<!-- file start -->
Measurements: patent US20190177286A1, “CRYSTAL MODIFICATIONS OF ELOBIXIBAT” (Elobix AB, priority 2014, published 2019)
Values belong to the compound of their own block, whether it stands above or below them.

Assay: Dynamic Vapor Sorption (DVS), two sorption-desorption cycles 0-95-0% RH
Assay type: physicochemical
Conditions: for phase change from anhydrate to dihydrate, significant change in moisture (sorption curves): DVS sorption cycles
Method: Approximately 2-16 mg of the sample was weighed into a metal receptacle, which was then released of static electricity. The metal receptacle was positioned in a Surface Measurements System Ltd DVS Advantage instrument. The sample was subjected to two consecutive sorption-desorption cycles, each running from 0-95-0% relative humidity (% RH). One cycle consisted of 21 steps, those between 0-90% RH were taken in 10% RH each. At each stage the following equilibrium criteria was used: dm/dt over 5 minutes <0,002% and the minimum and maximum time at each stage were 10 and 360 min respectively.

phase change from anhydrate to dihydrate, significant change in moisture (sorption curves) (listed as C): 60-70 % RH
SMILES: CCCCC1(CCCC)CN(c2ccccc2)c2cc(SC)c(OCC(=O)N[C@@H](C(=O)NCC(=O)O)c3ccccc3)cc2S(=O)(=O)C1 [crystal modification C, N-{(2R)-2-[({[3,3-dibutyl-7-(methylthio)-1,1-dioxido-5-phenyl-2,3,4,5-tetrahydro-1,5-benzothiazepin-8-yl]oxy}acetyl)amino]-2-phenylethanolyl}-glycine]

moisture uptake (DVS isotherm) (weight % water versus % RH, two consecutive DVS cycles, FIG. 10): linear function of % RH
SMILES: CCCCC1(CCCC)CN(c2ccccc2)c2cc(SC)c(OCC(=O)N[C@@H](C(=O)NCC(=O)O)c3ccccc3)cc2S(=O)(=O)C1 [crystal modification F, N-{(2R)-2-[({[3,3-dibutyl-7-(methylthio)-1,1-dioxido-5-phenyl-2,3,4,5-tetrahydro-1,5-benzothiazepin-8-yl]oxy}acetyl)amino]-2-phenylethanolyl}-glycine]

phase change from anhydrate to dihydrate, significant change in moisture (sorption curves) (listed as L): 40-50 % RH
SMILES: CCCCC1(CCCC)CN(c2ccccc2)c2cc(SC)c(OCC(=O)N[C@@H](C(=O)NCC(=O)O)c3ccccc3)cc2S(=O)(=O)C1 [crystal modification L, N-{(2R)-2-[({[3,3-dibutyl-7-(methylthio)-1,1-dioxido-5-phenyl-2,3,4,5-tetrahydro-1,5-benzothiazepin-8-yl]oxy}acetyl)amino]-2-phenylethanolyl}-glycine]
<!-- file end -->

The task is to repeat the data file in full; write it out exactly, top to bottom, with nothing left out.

Measurements: patent US20190177286A1, “CRYSTAL MODIFICATIONS OF ELOBIXIBAT” (Elobix AB, priority 2014, published 2019)
Values belong to the compound of their own block, whether it stands above or below them.

Assay: Dynamic Vapor Sorption (DVS), two sorption-desorption cycles 0-95-0% RH
Assay type: physicochemical
Conditions: for phase change from anhydrate to dihydrate, significant change in moisture (sorption curves): DVS sorption cycles
Method: Approximately 2-16 mg of the sample was weighed into a metal receptacle, which was then released of static electricity. The metal receptacle was positioned in a Surface Measurements System Ltd DVS Advantage instrument. The sample was subjected to two consecutive sorption-desorption cycles, each running from 0-95-0% relative humidity (% RH). One cycle consisted of 21 steps, those between 0-90% RH were taken in 10% RH each. At each stage the following equilibrium criteria was used: dm/dt over 5 minutes <0,002% and the minimum and maximum time at each stage were 10 and 360 min respectively.

phase change from anhydrate to dihydrate, significant change in moisture (sorption curves) (listed as C): 60-70 % RH
SMILES: CCCCC1(CCCC)CN(c2ccccc2)c2cc(SC)c(OCC(=O)N[C@@H](C(=O)NCC(=O)O)c3ccccc3)cc2S(=O)(=O)C1 [crystal modification C, N-{(2R)-2-[({[3,3-dibutyl-7-(methylthio)-1,1-dioxido-5-phenyl-2,3,4,5-tetrahydro-1,5-benzothiazepin-8-yl]oxy}acetyl)amino]-2-phenylethanolyl}-glycine]

moisture uptake (DVS isotherm) (weight % water versus % RH, two consecutive DVS cycles, FIG. 10): linear function of % RH
SMILES: CCCCC1(CCCC)CN(c2ccccc2)c2cc(SC)c(OCC(=O)N[C@@H](C(=O)NCC(=O)O)c3ccccc3)cc2S(=O)(=O)C1 [crystal modification F, N-{(2R)-2-[({[3,3-dibutyl-7-(methylthio)-1,1-dioxido-5-phenyl-2,3,4,5-tetrahydro-1,5-benzothiazepin-8-yl]oxy}acetyl)amino]-2-phenylethanolyl}-glycine]

phase change from anhydrate to dihydrate, significant change in moisture (sorption curves) (listed as L): 40-50 % RH
SMILES: CCCCC1(CCCC)CN(c2ccccc2)c2cc(SC)c(OCC(=O)N[C@@H](C(=O)NCC(=O)O)c3ccccc3)cc2S(=O)(=O)C1 [crystal modification L, N-{(2R)-2-[({[3,3-dibutyl-7-(methylthio)-1,1-dioxido-5-phenyl-2,3,4,5-tetrahydro-1,5-benzothiazepin-8-yl]oxy}acetyl)amino]-2-phenylethanolyl}-glycine]